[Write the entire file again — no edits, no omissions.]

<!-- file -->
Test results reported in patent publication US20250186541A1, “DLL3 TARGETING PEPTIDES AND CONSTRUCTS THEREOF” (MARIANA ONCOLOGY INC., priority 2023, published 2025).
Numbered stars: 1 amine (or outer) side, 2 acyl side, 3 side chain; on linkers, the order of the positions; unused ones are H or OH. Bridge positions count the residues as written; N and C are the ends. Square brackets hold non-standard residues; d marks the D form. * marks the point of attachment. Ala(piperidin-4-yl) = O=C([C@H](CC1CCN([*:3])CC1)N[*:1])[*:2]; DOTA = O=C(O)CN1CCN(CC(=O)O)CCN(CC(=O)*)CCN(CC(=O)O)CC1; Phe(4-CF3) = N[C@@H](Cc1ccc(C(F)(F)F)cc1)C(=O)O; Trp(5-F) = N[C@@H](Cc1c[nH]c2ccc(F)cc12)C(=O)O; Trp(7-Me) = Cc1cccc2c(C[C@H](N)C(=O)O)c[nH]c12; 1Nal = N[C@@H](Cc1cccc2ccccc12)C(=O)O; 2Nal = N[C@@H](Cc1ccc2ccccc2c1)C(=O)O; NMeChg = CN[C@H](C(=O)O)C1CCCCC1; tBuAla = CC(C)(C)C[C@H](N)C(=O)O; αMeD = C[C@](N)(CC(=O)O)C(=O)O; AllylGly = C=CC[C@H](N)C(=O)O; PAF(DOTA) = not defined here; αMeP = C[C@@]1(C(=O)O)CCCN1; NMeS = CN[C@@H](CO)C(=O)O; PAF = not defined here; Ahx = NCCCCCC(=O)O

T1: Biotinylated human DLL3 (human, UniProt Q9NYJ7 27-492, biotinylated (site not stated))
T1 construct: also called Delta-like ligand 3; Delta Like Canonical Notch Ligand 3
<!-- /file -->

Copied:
Test results reported in patent publication US20250186541A1, “DLL3 TARGETING PEPTIDES AND CONSTRUCTS THEREOF” (MARIANA ONCOLOGY INC., priority 2023, published 2025).
Numbered stars: 1 amine (or outer) side, 2 acyl side, 3 side chain; on linkers, the order of the positions; unused ones are H or OH. Bridge positions count the residues as written; N and C are the ends. Square brackets hold non-standard residues; d marks the D form. * marks the point of attachment. Ala(piperidin-4-yl) = O=C([C@H](CC1CCN([*:3])CC1)N[*:1])[*:2]; DOTA = O=C(O)CN1CCN(CC(=O)O)CCN(CC(=O)*)CCN(CC(=O)O)CC1; Phe(4-CF3) = N[C@@H](Cc1ccc(C(F)(F)F)cc1)C(=O)O; Trp(5-F) = N[C@@H](Cc1c[nH]c2ccc(F)cc12)C(=O)O; Trp(7-Me) = Cc1cccc2c(C[C@H](N)C(=O)O)c[nH]c12; 1Nal = N[C@@H](Cc1cccc2ccccc12)C(=O)O; 2Nal = N[C@@H](Cc1ccc2ccccc2c1)C(=O)O; NMeChg = CN[C@H](C(=O)O)C1CCCCC1; tBuAla = CC(C)(C)C[C@H](N)C(=O)O; αMeD = C[C@](N)(CC(=O)O)C(=O)O; AllylGly = C=CC[C@H](N)C(=O)O; PAF(DOTA) = not defined here; αMeP = C[C@@]1(C(=O)O)CCCN1; NMeS = CN[C@@H](CO)C(=O)O; PAF = not defined here; Ahx = NCCCCCC(=O)O

T1: Biotinylated human DLL3 (human, UniProt Q9NYJ7 27-492, biotinylated (site not stated))
T1 construct: also called Delta-like ligand 3; Delta Like Canonical Notch Ligand 3